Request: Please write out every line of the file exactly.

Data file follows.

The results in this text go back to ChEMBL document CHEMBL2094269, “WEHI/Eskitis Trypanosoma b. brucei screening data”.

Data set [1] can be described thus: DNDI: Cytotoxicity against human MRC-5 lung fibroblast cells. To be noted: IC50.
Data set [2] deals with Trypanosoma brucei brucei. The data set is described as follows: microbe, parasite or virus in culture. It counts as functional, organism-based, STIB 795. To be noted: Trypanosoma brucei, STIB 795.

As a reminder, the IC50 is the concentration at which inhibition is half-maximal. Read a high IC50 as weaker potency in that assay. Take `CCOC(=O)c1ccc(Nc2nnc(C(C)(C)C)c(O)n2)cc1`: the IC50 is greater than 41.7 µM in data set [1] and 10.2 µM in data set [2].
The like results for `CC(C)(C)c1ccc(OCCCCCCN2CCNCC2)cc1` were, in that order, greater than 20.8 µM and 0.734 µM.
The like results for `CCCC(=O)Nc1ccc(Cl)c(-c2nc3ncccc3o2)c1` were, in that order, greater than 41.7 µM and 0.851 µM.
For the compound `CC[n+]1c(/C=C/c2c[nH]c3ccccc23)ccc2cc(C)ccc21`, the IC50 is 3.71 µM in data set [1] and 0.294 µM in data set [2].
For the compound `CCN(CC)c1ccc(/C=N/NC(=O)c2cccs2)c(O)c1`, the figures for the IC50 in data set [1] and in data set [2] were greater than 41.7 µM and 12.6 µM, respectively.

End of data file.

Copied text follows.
The results in this text go back to ChEMBL document CHEMBL2094269, “WEHI/Eskitis Trypanosoma b. brucei screening data”.

Data set [1] can be described thus: DNDI: Cytotoxicity against human MRC-5 lung fibroblast cells. To be noted: IC50.
Data set [2] deals with Trypanosoma brucei brucei. The data set is described as follows: microbe, parasite or virus in culture. It counts as functional, organism-based, STIB 795. To be noted: Trypanosoma brucei, STIB 795.

As a reminder, the IC50 is the concentration at which inhibition is half-maximal. Read a high IC50 as weaker potency in that assay. Take `CCOC(=O)c1ccc(Nc2nnc(C(C)(C)C)c(O)n2)cc1`: the IC50 is greater than 41.7 µM in data set [1] and 10.2 µM in data set [2].
The like results for `CC(C)(C)c1ccc(OCCCCCCN2CCNCC2)cc1` were, in that order, greater than 20.8 µM and 0.734 µM.
The like results for `CCCC(=O)Nc1ccc(Cl)c(-c2nc3ncccc3o2)c1` were, in that order, greater than 41.7 µM and 0.851 µM.
For the compound `CC[n+]1c(/C=C/c2c[nH]c3ccccc23)ccc2cc(C)ccc21`, the IC50 is 3.71 µM in data set [1] and 0.294 µM in data set [2].
For the compound `CCN(CC)c1ccc(/C=N/NC(=O)c2cccs2)c(O)c1`, the figures for the IC50 in data set [1] and in data set [2] were greater than 41.7 µM and 12.6 µM, respectively.